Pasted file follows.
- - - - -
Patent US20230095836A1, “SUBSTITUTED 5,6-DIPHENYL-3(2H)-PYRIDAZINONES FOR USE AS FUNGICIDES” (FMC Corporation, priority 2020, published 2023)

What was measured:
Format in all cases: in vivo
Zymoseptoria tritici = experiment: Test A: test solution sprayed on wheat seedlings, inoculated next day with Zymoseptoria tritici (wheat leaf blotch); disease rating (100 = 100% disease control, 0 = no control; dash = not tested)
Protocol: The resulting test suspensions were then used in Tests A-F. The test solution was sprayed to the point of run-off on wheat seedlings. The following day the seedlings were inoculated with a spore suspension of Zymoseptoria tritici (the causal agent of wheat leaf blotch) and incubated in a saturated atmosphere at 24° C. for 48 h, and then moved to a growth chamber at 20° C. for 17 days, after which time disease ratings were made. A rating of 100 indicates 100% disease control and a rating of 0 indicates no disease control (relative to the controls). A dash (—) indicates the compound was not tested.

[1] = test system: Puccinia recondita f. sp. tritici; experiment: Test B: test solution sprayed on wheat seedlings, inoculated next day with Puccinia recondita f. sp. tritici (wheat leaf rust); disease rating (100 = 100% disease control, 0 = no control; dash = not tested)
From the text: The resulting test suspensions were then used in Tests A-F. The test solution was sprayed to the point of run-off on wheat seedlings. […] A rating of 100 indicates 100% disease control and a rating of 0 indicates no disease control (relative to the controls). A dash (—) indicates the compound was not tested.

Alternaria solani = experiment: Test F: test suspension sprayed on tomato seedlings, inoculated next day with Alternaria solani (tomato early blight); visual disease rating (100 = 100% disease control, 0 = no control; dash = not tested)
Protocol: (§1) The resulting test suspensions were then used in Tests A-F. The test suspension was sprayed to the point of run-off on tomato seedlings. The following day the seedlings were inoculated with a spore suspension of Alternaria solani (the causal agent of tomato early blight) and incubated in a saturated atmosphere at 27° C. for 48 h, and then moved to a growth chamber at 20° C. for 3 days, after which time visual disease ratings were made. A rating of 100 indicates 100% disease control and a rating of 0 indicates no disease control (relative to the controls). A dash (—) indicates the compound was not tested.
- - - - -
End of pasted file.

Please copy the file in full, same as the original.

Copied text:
Patent US20230095836A1, “SUBSTITUTED 5,6-DIPHENYL-3(2H)-PYRIDAZINONES FOR USE AS FUNGICIDES” (FMC Corporation, priority 2020, published 2023)

What was measured:
Format in all cases: in vivo
Zymoseptoria tritici = experiment: Test A: test solution sprayed on wheat seedlings, inoculated next day with Zymoseptoria tritici (wheat leaf blotch); disease rating (100 = 100% disease control, 0 = no control; dash = not tested)
Protocol: The resulting test suspensions were then used in Tests A-F. The test solution was sprayed to the point of run-off on wheat seedlings. The following day the seedlings were inoculated with a spore suspension of Zymoseptoria tritici (the causal agent of wheat leaf blotch) and incubated in a saturated atmosphere at 24° C. for 48 h, and then moved to a growth chamber at 20° C. for 17 days, after which time disease ratings were made. A rating of 100 indicates 100% disease control and a rating of 0 indicates no disease control (relative to the controls). A dash (—) indicates the compound was not tested.

[1] = test system: Puccinia recondita f. sp. tritici; experiment: Test B: test solution sprayed on wheat seedlings, inoculated next day with Puccinia recondita f. sp. tritici (wheat leaf rust); disease rating (100 = 100% disease control, 0 = no control; dash = not tested)
From the text: The resulting test suspensions were then used in Tests A-F. The test solution was sprayed to the point of run-off on wheat seedlings. […] A rating of 100 indicates 100% disease control and a rating of 0 indicates no disease control (relative to the controls). A dash (—) indicates the compound was not tested.

Alternaria solani = experiment: Test F: test suspension sprayed on tomato seedlings, inoculated next day with Alternaria solani (tomato early blight); visual disease rating (100 = 100% disease control, 0 = no control; dash = not tested)
Protocol: (§1) The resulting test suspensions were then used in Tests A-F. The test suspension was sprayed to the point of run-off on tomato seedlings. The following day the seedlings were inoculated with a spore suspension of Alternaria solani (the causal agent of tomato early blight) and incubated in a saturated atmosphere at 27° C. for 48 h, and then moved to a growth chamber at 20° C. for 3 days, after which time visual disease ratings were made. A rating of 100 indicates 100% disease control and a rating of 0 indicates no disease control (relative to the controls). A dash (—) indicates the compound was not tested.